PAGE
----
7. Shopping Adverts

If your business has a lot of products and you are concerned at the idea of sourcing a huge number of keywords, retailers with a large product range can use Shopping adverts to easily list a lot of products. Google uses your product data to decide when to show your adverts, removing the need for keywords, meaning you only need to choose and optimise your bid amount to maintain your product ads, making it a far easier management process.

The key difference with Shopping ads to text ads is the use of an image and price of your product in the advert, rather than a text description. The use of this information helps better qualify the traffic for which your adverts are receiving clicks,  seeing an image and price helps users to perceive it visually. Also, users who are searching for a specific product are likely further along in the purchase consideration process, meaning that they are likely ready to buy, which studies have revealed can lead to a 26% higher conversion rate, saving you money spent on clicks.

 

Sounds too hard? Try AdWords Express

If you are interested in using AdWords for PPC marketing but lack the time to regularly update the account or to properly learn how to manage it (or if all this talk of keywords and targeting is making your head spin) then it would be worth trying Google’s simplified programme ‘AdWords Express’.

It is specifically designed for small businesses, there is a simple guided set-up process requiring only basic information to get you started. It includes features allowing you to write your ad message, choose your budget and targeting. The entire process can be complete in under 10 minutes, making it the ideal entry method to PPC for SMEs.

 

Considerations Before Starting PPC

Despite all the benefits of using PPC, there a still a few factors that must be considered as to whether PPC is viable for your business.

Firstly, can you afford it? Although it is free to use AdWords, the procedure of launching an account and testing keywords to gain data will mean that you will have to invest ad spend for a certain period before you begin to see any return on your investment in terms of sales or leads.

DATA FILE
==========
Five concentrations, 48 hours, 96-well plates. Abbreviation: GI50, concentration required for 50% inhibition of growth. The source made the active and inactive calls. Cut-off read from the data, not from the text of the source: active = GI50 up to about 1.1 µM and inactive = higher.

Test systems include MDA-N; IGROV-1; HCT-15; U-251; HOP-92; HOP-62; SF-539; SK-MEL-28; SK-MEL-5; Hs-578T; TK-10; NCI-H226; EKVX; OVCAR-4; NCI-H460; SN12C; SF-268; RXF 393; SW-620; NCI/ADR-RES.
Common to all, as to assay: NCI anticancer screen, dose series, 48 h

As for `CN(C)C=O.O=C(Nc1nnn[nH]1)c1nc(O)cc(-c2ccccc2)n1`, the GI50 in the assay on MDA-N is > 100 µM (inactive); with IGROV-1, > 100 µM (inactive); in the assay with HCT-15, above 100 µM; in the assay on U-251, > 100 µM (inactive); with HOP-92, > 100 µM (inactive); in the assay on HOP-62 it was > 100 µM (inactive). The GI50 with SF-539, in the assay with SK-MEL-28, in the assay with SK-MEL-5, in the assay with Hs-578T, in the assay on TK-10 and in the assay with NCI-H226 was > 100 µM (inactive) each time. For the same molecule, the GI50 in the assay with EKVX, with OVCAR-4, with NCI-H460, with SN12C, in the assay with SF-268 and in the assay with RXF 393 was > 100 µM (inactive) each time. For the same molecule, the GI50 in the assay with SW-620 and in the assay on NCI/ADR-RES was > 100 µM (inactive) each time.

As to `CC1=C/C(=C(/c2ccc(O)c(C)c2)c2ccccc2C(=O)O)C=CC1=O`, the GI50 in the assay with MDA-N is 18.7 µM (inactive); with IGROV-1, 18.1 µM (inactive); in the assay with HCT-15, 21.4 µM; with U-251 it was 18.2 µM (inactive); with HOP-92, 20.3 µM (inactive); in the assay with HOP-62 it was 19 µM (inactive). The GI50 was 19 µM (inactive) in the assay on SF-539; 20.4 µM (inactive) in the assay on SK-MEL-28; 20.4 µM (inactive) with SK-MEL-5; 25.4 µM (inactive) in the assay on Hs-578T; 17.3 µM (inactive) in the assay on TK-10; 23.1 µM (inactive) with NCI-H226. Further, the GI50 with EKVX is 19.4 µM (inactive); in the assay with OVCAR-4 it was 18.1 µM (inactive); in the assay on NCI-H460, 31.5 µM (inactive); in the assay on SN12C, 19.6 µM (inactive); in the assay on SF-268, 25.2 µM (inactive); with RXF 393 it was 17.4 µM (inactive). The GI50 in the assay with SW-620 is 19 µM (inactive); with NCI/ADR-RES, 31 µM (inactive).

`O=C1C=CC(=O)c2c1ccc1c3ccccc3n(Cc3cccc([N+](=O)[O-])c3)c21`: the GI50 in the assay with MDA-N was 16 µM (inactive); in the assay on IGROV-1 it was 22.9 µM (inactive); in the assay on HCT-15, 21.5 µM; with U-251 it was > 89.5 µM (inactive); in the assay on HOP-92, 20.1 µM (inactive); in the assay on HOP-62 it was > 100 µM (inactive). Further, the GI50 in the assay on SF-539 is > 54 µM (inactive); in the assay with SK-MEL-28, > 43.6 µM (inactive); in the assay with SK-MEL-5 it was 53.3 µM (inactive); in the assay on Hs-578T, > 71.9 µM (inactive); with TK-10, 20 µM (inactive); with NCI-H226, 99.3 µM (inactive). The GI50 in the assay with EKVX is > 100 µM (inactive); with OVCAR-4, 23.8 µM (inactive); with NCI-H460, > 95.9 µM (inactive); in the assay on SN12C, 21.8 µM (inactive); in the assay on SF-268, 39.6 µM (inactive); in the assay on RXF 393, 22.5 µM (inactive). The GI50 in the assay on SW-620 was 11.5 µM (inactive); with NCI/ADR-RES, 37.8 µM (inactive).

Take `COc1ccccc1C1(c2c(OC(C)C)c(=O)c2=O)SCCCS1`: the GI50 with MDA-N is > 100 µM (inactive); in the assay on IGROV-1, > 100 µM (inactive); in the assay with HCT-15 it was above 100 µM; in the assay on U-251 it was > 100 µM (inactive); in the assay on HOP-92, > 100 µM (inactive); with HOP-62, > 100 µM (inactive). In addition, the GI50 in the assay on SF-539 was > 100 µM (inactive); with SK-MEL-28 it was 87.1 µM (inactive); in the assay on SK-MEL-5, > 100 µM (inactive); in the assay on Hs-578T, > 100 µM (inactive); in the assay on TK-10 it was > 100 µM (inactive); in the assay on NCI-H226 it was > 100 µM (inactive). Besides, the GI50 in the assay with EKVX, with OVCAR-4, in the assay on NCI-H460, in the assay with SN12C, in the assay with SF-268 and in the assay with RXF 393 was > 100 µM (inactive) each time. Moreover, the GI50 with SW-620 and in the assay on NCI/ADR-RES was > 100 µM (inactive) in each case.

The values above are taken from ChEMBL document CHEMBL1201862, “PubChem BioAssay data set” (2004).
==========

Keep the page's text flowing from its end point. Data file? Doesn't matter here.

Also, due to the intricacy of managing a PPC account, the process of learning how best to manage your account can increase the potential waste of your budget as you get to grips with correctly using keywords, adverts and bid strategies. More difficult elements involved in account management, such as setting up performance tracking and linking your PPC account to Analytics, can deter first time advertisers from using PPC. This is why many businesses choose to use an experienced agency to manage their accounts, however this is a cost that must be considered against what you expect your return on investment on PPC advertising will be.

Finally, the website to which you will be sending the traffic from adverts plays a key role in your success. You can be correctly running your PPC adverts and gaining user traffic to your website, but if your website does not convert users to take the actions which you desire, e.g. enquire, then you will be gaining no return for the money you are spending on adverts to gain this traffic. This is why many businesses choose to build a bespoke webpage for a particular theme of products or services, this is called a landing page.

 

To find out more or just get some honest advice about how PPC could be beneficial to your business please contact us at Anicca Digital.